“I find that we are in a similar situation today. Although demos, bombings, strikes, and other forms of destabilization are not as rampant, the thing that I think will make martial law or a revolutionary government possible is the cohesiveness of GMA loyalists. They share her vision. That’s an edge she has over Marcos who had a smaller base as far as shared vision was concerned. Note that [Marcos] only started selling his vision after martial law was imposed.
“GMA’s foreign trips serve a purpose, they are meant to make fence sitters of the international community. She may not be likable personality wise but politically she is okay because politicians see a transactional politician in her and that’s a plus. She carries no ideological or moral hang-ups. That’s why the US won’t intervene unless there is a massive uprising, blood starts flowing in the streets, and US regional interests are seriously endangered.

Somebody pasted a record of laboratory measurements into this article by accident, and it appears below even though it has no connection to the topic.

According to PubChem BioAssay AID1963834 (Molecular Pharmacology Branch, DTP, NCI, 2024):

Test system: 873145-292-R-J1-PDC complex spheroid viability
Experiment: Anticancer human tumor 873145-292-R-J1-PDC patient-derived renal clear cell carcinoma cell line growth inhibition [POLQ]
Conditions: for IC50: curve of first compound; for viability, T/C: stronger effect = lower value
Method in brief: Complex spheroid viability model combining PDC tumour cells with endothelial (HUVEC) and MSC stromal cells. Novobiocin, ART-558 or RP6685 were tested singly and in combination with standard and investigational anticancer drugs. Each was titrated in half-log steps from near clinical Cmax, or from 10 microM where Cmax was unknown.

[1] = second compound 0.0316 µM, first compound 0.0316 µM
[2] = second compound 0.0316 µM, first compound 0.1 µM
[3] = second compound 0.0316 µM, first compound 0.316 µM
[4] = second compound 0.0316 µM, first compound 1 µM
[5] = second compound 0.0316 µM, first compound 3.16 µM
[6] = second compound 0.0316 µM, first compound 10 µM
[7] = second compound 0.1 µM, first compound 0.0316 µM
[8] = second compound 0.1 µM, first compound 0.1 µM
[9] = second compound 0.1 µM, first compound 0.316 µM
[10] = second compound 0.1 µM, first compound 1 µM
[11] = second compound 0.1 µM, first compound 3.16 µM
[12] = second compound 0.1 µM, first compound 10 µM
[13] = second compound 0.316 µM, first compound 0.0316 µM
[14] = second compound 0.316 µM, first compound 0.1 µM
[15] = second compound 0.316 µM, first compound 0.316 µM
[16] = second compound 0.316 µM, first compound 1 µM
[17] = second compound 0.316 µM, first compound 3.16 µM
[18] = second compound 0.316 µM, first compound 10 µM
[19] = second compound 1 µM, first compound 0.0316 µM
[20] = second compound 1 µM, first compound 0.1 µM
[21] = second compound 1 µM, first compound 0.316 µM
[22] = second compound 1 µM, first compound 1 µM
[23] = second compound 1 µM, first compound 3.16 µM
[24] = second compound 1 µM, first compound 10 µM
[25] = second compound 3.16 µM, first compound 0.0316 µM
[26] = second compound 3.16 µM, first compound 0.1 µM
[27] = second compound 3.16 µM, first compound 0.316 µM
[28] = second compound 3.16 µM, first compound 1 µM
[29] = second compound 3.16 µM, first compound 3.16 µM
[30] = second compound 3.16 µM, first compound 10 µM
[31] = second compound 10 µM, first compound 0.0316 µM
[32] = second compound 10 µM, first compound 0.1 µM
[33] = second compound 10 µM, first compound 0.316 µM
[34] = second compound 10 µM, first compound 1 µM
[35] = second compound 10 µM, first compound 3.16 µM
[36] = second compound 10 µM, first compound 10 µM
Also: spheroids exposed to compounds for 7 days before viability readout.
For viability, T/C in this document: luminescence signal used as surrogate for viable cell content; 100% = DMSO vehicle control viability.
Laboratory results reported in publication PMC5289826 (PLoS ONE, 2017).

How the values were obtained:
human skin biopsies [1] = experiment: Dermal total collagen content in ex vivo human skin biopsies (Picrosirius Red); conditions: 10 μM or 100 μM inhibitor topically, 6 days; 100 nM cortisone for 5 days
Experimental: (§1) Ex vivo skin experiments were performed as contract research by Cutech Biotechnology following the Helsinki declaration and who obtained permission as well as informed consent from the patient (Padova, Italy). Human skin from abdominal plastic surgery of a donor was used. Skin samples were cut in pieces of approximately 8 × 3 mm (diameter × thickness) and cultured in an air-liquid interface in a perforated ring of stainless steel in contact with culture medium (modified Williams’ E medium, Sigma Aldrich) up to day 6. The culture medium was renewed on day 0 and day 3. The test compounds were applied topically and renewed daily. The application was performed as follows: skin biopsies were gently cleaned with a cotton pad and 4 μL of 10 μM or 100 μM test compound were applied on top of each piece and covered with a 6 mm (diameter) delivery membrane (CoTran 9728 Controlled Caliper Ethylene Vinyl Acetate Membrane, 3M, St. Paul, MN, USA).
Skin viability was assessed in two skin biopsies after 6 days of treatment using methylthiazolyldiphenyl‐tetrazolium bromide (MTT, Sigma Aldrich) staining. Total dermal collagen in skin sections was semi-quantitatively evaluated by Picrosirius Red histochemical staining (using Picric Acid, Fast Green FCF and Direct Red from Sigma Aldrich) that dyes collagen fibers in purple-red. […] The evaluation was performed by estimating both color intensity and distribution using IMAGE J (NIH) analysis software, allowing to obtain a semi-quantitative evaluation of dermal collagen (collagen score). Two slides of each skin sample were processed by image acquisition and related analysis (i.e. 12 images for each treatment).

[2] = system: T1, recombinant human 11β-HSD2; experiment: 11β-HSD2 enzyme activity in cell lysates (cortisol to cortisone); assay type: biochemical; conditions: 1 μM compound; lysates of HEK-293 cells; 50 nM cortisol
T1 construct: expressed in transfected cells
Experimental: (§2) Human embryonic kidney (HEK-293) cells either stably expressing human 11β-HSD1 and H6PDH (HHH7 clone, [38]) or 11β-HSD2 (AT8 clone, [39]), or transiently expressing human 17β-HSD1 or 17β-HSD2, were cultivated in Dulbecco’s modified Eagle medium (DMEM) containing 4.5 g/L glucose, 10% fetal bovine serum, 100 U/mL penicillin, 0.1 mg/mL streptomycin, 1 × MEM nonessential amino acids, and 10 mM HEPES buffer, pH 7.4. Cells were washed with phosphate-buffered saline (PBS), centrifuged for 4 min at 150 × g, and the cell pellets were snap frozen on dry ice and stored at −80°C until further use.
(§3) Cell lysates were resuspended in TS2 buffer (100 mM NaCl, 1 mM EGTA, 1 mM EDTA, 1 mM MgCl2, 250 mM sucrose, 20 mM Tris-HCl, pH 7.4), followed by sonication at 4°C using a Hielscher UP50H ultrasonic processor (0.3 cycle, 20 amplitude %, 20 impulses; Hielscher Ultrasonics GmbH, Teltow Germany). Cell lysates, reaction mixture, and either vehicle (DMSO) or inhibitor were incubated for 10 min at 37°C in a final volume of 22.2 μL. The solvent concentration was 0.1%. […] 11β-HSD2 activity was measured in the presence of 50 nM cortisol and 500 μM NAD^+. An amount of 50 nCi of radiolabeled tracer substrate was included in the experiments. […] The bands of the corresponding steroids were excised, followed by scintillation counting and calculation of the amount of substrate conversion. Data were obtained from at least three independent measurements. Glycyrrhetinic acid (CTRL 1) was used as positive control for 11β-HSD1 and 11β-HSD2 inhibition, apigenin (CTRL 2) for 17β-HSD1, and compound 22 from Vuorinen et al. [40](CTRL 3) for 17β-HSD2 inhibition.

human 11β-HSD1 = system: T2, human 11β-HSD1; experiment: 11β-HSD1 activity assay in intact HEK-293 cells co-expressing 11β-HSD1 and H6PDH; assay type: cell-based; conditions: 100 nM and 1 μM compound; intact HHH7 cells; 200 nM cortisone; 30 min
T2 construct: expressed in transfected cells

“The elements in the security services, those whom the opposition are counting on to preserve and protect the Constitution as it were, will be neutralized once martial law or a revolutionary government is imposed because they will be perceived as political partisans. That’s what happened to those we were counting on in 1972.
“I believe if she pulls the trigger, she is going to get away with it. So I think the only thing that can prevent this thing from happening is GMA losing her guts. Prepare for the worst.”
Without saying so, Buencamino (that’s how pals call each other—by their surname), is presenting a prisoner’s dilemma that everyone faces.
The prisoner’s dilemma game is illustrated in this manner. Assume a situation that happens in real life: The police arrest two suspects—let’s name them Benjamin and Garci—for stealing. The police have to get solid evidence to convict them. The police investigators isolate Benjamin and Garci to grill them and pit them against each other. The investigators present the two a choice: If say Garci finks on Benjamin but Benjamin remains silent (the case of a one-sided defection), Garci is freed from prison and Benjamin becomes the sucker, as the information against him leads to a full punishment of ten years in prison. Of course it could also be only Benjamin who talks, so Garci would be the sucker. If they betray each other (both of them are meanies), they get punished for a term of five years, mitigated by their willingness to collaborate with the police. If neither one informs on each other, (that is Benjamin and Garci do not betray each other, they both get a punishment of one year in prison.